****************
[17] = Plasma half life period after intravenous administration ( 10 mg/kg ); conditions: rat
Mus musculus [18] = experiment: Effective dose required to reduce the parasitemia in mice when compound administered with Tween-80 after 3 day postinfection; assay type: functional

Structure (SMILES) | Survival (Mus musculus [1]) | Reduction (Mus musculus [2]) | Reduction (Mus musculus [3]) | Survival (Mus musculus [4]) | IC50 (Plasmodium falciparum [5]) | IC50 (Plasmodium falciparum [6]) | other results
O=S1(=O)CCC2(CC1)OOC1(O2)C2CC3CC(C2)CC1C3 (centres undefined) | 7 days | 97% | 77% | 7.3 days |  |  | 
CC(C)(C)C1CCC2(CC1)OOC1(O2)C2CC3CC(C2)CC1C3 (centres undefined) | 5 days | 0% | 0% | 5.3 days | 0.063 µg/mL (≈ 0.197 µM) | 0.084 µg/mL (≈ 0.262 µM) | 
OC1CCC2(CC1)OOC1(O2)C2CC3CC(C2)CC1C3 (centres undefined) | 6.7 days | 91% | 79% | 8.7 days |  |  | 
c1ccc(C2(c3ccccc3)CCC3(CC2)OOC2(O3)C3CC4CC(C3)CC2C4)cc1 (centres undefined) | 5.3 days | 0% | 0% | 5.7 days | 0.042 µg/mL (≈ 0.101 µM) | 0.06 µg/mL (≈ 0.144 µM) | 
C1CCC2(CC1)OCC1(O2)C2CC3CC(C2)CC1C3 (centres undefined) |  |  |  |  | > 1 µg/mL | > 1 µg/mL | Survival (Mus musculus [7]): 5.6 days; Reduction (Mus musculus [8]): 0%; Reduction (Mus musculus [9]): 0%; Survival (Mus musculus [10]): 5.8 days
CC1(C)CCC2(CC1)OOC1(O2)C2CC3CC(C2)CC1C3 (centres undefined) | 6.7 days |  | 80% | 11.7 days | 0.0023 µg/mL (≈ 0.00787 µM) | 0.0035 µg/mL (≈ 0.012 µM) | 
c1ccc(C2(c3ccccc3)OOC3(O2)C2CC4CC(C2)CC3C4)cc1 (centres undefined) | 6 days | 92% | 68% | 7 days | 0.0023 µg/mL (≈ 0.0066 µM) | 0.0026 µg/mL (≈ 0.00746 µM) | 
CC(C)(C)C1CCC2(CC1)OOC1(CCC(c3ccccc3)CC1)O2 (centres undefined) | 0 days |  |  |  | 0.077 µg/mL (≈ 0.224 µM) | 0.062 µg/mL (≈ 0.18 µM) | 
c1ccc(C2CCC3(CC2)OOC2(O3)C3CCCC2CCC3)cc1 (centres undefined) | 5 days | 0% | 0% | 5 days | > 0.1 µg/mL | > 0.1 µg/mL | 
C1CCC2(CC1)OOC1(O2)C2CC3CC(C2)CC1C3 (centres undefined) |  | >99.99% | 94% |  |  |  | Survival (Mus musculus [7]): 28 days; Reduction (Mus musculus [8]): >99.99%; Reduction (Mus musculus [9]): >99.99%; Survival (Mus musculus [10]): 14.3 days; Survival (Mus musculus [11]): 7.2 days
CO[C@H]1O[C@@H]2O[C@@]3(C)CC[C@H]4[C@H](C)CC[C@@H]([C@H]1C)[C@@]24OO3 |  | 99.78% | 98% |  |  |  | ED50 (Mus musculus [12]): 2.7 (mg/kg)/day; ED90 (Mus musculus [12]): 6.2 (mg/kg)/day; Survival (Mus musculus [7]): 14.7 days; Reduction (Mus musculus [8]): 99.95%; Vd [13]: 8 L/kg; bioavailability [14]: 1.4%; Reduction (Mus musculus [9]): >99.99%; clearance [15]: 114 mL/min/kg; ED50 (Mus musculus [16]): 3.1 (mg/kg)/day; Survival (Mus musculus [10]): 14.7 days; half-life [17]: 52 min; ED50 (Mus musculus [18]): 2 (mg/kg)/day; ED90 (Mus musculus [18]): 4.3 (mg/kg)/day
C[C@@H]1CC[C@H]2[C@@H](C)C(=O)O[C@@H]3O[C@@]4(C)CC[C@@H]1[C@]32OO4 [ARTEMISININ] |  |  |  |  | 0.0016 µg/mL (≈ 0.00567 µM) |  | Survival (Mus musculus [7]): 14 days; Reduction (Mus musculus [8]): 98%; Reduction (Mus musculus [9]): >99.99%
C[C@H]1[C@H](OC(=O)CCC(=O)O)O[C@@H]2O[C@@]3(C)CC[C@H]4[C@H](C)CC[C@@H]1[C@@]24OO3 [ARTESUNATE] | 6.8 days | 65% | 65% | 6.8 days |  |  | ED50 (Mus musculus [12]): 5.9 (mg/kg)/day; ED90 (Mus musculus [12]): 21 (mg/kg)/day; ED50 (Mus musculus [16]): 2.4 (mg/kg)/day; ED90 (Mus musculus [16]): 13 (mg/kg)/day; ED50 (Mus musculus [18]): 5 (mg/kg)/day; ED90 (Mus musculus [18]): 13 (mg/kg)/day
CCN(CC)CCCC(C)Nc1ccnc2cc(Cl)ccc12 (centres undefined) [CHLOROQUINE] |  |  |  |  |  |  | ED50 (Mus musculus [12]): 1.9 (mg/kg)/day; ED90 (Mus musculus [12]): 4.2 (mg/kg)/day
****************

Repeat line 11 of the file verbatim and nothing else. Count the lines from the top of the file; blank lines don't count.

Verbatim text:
CC(C)(C)C1CCC2(CC1)OOC1(CCC(c3ccccc3)CC1)O2 (centres undefined) | 0 days |  |  |  | 0.077 µg/mL (≈ 0.224 µM) | 0.062 µg/mL (≈ 0.18 µM) | 